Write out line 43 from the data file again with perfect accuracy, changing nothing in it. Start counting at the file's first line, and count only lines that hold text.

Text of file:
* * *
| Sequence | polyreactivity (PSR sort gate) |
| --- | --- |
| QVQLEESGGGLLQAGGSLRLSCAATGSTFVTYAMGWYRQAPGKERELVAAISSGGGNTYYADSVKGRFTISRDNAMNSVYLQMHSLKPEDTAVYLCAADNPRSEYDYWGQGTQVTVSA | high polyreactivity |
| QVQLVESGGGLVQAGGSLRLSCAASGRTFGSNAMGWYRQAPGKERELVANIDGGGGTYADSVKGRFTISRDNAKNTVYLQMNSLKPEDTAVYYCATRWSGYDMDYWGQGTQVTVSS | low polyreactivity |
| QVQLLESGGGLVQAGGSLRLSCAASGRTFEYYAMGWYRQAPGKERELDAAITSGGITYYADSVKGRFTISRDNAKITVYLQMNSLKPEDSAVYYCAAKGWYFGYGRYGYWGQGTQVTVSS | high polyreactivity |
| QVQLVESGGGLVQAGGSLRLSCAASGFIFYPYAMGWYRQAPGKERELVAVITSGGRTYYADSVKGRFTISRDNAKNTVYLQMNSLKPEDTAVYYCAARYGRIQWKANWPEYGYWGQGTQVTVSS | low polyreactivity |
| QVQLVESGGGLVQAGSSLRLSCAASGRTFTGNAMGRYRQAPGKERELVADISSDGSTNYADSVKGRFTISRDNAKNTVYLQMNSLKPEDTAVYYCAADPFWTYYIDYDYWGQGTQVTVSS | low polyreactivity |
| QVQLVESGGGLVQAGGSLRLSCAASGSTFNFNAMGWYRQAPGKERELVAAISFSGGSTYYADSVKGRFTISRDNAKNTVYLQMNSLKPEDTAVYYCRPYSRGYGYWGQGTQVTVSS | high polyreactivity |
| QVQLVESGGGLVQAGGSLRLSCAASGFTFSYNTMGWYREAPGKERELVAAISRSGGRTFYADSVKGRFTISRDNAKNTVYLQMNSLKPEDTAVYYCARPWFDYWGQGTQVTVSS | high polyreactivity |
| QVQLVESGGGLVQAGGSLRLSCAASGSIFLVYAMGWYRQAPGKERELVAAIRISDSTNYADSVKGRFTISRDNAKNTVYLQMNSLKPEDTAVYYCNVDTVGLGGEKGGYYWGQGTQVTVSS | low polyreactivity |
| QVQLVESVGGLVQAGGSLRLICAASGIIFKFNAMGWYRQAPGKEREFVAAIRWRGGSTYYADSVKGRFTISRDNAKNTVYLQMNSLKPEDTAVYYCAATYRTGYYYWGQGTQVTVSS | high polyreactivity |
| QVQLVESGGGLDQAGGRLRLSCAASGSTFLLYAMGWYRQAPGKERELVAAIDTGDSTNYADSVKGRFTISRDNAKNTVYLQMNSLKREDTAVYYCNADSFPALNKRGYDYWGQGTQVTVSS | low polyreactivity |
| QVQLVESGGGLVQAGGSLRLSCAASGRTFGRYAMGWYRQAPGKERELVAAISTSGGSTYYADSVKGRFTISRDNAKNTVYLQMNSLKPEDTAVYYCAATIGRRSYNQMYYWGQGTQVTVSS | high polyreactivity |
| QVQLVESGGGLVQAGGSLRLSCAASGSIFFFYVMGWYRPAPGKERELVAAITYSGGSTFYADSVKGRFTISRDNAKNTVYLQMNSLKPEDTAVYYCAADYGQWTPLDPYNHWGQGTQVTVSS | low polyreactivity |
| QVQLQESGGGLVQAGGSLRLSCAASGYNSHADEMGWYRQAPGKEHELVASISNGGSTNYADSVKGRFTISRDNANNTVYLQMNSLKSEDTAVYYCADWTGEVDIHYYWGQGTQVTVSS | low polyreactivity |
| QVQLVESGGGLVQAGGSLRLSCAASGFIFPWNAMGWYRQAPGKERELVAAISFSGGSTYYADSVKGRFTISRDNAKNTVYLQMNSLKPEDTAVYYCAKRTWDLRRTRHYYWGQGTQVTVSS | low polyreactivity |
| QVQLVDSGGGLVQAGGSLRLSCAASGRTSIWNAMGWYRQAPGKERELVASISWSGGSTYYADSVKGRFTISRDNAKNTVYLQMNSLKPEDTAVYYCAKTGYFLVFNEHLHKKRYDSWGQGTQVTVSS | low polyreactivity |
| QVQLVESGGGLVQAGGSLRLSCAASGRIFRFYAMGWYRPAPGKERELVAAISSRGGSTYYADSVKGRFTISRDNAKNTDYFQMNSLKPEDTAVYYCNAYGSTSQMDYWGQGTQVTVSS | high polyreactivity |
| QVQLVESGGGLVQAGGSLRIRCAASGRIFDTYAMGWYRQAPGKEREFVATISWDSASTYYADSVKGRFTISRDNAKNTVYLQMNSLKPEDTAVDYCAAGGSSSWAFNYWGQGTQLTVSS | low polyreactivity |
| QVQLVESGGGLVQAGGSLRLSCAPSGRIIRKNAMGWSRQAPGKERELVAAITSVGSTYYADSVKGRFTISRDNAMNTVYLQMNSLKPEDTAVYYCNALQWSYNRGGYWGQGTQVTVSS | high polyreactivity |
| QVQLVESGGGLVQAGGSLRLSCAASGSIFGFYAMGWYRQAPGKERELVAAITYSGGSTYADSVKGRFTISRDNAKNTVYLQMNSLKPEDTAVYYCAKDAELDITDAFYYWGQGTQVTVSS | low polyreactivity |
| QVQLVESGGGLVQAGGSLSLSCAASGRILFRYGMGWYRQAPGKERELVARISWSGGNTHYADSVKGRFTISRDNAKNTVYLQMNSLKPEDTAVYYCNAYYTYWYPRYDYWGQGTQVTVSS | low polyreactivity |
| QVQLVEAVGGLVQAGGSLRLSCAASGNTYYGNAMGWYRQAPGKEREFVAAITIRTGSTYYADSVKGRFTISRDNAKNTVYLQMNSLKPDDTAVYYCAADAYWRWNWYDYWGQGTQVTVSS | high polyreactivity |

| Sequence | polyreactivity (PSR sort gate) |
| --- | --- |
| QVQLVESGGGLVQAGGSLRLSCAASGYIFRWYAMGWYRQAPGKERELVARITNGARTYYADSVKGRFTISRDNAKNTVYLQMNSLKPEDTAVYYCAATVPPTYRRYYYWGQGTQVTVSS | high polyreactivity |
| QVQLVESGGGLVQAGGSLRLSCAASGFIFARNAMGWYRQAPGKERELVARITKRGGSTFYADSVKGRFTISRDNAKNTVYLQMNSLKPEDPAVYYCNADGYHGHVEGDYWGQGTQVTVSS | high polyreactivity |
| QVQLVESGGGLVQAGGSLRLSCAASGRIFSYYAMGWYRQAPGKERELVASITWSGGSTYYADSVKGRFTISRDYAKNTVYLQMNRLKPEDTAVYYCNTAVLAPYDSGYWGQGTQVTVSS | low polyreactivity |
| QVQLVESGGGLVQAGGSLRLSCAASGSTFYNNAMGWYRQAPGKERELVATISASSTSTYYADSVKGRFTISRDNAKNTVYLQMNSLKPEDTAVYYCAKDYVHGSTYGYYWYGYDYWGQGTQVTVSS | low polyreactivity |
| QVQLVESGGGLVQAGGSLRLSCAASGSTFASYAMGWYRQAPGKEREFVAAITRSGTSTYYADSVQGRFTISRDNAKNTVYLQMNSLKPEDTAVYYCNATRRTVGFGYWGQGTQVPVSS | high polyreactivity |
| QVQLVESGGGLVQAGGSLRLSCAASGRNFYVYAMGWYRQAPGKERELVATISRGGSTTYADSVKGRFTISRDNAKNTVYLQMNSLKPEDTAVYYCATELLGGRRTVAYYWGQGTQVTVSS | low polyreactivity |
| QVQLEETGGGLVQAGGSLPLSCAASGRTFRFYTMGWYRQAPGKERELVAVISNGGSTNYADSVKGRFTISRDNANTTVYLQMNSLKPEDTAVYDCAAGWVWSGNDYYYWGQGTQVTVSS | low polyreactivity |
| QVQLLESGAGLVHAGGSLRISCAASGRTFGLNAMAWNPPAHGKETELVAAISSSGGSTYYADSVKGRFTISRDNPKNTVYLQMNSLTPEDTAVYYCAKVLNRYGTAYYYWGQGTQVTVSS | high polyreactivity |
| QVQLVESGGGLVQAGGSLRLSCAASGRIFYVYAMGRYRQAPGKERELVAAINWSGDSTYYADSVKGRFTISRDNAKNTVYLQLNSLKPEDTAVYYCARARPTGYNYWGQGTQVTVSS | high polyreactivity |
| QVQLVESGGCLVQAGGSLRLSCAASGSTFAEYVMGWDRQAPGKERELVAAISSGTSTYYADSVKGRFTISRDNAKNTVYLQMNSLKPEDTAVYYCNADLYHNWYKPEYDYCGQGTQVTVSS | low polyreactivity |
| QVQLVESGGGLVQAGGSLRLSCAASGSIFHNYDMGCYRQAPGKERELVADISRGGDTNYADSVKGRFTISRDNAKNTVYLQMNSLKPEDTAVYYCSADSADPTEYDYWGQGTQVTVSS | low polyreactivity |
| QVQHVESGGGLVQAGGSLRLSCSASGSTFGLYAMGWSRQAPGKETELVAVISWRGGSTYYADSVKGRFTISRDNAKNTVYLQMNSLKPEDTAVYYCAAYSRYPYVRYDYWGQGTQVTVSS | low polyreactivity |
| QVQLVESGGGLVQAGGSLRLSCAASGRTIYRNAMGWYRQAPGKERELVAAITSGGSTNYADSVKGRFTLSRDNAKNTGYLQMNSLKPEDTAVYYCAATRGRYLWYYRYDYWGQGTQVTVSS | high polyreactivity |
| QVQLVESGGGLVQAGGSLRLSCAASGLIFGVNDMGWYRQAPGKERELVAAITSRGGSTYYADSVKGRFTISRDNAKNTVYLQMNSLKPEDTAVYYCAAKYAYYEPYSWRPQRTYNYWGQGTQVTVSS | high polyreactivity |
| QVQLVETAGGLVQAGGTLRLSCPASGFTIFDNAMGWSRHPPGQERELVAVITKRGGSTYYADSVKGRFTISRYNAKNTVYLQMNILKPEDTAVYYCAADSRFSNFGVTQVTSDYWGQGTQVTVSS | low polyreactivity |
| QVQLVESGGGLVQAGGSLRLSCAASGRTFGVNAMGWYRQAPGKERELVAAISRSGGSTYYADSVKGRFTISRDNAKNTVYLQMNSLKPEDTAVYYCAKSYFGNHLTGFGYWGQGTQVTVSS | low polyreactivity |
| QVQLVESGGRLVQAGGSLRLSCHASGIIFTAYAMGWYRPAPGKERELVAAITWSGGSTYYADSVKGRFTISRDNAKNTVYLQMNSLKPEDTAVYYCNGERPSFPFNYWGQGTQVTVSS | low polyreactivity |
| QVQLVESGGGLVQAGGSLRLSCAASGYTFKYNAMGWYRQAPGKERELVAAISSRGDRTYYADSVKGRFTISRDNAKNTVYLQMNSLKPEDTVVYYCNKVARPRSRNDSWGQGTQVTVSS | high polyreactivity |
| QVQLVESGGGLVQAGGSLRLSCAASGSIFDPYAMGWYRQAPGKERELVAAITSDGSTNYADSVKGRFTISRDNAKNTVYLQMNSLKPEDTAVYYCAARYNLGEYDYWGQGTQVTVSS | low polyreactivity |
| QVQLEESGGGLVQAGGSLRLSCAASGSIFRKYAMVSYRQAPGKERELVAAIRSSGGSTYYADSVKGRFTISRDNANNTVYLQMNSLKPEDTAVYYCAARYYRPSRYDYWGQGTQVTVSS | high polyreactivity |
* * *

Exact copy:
| QVQLVESGGGLVQAGGSLRLSCAASGYTFKYNAMGWYRQAPGKERELVAAISSRGDRTYYADSVKGRFTISRDNAKNTVYLQMNSLKPEDTVVYYCNKVARPRSRNDSWGQGTQVTVSS | high polyreactivity |